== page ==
Sunday, June 22, 2008



Tuesday the Senate will vote on legislation passed by the House to ameliorate the mortgage crisis. The bill passed with overwhelming bipartisan support in the House and there is a veto-proof majority. Bush has vowed to use his puppets in the Senate, McConnell and McCain, to filibuster the legislation, which would forestall foreclosures for millions of families, and kill it there. Democratic Senate Majority Leader Harry Reid believes he can overcome the McCain/McConnell Obstructionist Express on Tuesday because there are enough frightened Republicans who know that a vote to filibuster the popular bill would help ensure their defeats in November.

There is no doubt that reflexive rubber stamps Susan Collins (R-ME), Norm Coleman (R-MN), John Sununu (R-NH), Gordon Smith (R-OR), perhaps even lily-livered reactionaries Elizabeth Dole (R-NC) and Ted Stevens (R-AK), currently down in the polls and losing to progressive Democrat Mark Begich, are afraid to support their reactionary party. Reid feels that the pressure from their constituents-- while having no effect on arrogant and crazed red state extremists like James Inhofe (R-OK), Pat Roberts (R-KS), John Cornyn (R-TX), Lindsey Graham (R-SC), the two nutcases from Wyoming, the two nutcases from Mississippi, Lamar Alexander (R-TN), Jeff Sessions (R-AL), Saxby Chambliss (R-GA) and, of course, Miss McConnell (R-KY)-- will force enough Republicans to cross the aisle and vote with the Democrats to overcome the filibuster and present Bush with veto-proof majorities in both Houses of Congress. Governors from both parties have endorsed the bill and have told Republicaan senators that it is urgent.

Today's Washington Post reports that there is a cascading effect of problems up and down the banking foodchain thanks to a few bigtime, unregulated, sleazy operators in the subprime market world: the speculators the Bush Regime has taken such good care of.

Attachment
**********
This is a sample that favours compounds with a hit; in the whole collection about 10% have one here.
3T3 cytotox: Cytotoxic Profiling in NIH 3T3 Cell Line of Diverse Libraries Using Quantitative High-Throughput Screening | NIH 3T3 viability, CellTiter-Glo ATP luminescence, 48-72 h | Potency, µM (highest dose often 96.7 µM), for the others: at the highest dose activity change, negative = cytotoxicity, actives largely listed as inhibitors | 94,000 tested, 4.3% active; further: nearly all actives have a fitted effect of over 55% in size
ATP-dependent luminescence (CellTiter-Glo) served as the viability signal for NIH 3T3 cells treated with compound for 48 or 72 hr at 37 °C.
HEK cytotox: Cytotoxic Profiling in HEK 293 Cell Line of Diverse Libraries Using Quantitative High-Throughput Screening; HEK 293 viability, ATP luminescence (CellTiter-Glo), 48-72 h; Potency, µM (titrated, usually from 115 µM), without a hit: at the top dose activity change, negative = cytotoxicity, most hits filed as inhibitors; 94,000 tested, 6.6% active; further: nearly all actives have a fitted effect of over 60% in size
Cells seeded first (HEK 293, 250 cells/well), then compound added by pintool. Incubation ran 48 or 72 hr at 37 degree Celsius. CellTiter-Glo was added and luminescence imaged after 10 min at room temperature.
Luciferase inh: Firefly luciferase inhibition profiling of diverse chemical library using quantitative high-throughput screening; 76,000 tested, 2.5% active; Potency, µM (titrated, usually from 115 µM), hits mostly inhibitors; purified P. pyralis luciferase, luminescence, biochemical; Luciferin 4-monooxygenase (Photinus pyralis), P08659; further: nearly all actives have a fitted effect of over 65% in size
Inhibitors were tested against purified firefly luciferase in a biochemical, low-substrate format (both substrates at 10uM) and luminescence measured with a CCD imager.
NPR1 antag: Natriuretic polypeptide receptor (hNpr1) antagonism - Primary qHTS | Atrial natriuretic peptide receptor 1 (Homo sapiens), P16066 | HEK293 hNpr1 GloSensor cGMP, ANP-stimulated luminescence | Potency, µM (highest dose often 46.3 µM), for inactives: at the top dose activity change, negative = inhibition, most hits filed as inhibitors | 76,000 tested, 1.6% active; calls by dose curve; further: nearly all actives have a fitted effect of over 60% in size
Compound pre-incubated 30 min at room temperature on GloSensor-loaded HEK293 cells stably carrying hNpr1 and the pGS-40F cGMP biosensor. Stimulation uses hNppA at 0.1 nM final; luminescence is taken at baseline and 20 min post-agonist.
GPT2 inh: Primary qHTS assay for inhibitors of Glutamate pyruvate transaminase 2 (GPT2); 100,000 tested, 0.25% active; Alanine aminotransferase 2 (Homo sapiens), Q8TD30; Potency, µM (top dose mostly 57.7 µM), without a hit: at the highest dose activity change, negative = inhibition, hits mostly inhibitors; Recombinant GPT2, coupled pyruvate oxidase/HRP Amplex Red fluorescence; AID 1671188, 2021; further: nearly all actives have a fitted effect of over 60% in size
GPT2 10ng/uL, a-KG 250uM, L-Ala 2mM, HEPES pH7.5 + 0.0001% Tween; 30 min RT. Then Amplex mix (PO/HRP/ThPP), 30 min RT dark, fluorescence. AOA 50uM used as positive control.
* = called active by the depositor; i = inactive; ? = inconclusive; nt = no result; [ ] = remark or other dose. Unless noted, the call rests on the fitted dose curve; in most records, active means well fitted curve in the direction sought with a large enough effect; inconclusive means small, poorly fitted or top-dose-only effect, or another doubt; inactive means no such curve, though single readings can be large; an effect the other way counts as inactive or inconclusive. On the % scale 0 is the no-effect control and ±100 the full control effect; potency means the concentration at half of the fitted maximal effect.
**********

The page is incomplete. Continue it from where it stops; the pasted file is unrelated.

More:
Late payments on home-equity loans are at a record high, according to fresh data from the Federal Deposit Insurance Corp. The delinquency rates on loans for cars, small businesses and construction are spiking to levels not seen in a decade or more.

Unlike last year, when soaring mortgage defaults sparked a crisis of confidence in the financial system, the root of these problems is the downturn in the broader economy. Simply put, consumers and businesses are strapped for cash with job losses growing and retail sales falling, economists said.

...The institutions most at risk in this new phase of the credit crisis are regional and local banks, many of which stayed away from subprime mortgages. These firms are key drivers of economic activity in communities across the country. Without them, consumers would lose a source of personal loans. Small businesses would struggle to stay afloat. Construction companies often can't finance local projects without these banks.

In the backdrop of this were hundreds of arrests of Wall Street and mortgage broker criminals who manipulated the mortgage market for short term profits, causing it to implode. Two ex-Bear Stearns executives, Ralph Cioffi and Matthew Tannin, were dragged out of their offices by the FBI in handcuffs and indicted on securities fraud charges in connection with the $1.4 billion collapse of two hedge funds. They were charged with deceiving investors-- something made more prevelant in the last half dozen years due to dysfunctional, ideological Bush Regime policies geared towards wrecking the federal regulatory agencies.

So far "Operation Malicious Mortgage" has led to arrests of more than 400 crooked real estate mortgage operators most of whom were charged with lending fraud and foreclosure and bankruptcy scams. Bush Regime policies-- and every single one of them was rubber stamped by John McCain without a peep or a question (some originating with McCain's chief economic advisor, lobbyist/ex-Senator Phil Gramm-- has managed to wipe out trillions of dollars in home equity, basically driving property values down to early 1990s levels). That is one of the keystones of the Bush Economic Miracle that John McCain seeks tp perpetuate. There has even been talk about making Gramm Secretary of the Treasury.